Letter: Arts Council pays the piper but doesn't call the tune

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The Independent Online
IN 'The chaos imperative' (Review, 14 November), Sir Colin Davis raises the support the Arts Council gives to period instrument ensembles. Our recently published annual report shows expenditure in England for the 1992-93 year of more than pounds 9m on modern-instrument symphony and chamber orchestras, and of pounds 190,000 on period orchestras.

Much of the latter enabled artists such as Roger Norrington and John Eliot Gardiner to be heard with their ensembles outside London in the first national tour, which the Arts Council organised. This does not seem an excessive contribution from public funds to an approach to music-making that has attracted international acclaim, sold many compact discs, and, most important of all, attracted a new audience to serious music.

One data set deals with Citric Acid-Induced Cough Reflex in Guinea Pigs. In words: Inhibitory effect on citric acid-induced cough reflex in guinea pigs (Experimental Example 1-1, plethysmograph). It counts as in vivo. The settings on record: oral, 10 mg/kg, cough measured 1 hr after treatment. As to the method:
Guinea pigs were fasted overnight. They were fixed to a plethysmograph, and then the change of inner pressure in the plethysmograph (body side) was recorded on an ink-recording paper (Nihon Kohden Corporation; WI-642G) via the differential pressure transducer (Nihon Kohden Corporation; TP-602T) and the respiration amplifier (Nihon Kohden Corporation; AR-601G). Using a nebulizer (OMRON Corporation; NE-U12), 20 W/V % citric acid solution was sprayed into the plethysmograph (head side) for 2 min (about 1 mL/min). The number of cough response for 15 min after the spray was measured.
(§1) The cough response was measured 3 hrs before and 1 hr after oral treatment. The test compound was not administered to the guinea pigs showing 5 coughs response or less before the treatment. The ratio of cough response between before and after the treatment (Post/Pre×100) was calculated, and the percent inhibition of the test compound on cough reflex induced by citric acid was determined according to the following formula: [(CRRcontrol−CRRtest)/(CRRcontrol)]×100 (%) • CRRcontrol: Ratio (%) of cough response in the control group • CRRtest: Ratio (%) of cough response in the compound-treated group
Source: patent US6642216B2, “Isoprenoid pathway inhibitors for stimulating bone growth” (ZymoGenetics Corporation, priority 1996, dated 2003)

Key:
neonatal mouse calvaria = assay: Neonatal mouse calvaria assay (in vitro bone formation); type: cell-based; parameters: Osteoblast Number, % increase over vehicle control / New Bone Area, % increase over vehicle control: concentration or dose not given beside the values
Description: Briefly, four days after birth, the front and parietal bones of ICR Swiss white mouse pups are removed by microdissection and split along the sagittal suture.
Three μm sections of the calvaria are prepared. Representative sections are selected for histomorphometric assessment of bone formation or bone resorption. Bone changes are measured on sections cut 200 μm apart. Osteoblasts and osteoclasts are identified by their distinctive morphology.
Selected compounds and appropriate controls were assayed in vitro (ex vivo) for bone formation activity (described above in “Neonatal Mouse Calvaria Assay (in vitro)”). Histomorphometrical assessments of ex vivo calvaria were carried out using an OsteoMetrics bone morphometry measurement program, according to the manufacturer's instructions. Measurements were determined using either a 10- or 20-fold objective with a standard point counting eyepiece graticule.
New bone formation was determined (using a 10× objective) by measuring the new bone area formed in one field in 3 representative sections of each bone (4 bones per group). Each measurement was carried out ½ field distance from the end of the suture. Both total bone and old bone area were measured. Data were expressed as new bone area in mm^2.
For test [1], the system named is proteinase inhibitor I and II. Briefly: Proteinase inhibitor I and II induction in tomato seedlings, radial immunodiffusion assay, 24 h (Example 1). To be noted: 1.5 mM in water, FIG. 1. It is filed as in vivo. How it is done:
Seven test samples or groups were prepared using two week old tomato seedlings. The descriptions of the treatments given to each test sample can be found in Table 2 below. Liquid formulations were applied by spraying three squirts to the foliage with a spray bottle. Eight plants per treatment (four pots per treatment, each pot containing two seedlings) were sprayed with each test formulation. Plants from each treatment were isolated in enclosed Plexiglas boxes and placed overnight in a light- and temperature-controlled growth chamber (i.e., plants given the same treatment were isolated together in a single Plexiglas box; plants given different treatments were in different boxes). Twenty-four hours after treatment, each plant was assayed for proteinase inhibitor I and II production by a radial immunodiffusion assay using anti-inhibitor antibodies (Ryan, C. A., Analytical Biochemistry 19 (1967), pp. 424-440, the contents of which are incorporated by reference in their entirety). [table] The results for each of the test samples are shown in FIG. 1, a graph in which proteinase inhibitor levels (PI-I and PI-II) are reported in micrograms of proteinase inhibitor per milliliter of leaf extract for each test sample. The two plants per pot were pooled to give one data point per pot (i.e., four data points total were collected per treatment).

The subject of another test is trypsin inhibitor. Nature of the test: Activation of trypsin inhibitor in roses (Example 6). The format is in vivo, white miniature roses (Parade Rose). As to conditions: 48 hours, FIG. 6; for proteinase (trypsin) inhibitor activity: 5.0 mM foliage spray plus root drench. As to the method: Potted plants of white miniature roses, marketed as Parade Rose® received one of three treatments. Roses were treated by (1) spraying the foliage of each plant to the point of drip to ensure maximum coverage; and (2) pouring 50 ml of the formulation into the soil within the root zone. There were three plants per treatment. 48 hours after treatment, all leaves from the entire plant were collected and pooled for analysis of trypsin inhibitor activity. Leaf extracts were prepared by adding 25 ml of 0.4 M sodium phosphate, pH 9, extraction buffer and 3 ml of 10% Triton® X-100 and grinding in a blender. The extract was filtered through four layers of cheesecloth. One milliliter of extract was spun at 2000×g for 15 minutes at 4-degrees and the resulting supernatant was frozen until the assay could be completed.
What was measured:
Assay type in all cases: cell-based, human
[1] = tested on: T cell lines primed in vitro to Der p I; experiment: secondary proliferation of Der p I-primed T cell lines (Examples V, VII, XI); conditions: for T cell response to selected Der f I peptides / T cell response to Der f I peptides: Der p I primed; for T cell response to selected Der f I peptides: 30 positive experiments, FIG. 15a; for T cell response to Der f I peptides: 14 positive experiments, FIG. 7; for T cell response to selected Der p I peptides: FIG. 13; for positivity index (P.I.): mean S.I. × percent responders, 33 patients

There is no truth in Sir Colin's suggestion, as reported by you, that the Arts Council is 'now directing who can play what repertory'. The majority of the pounds 9m supported performances of work written before 1900, including much from the classical and baroque periods.

Kenneth Baird

Music Director

Arts Council of Great Britain

London SW1

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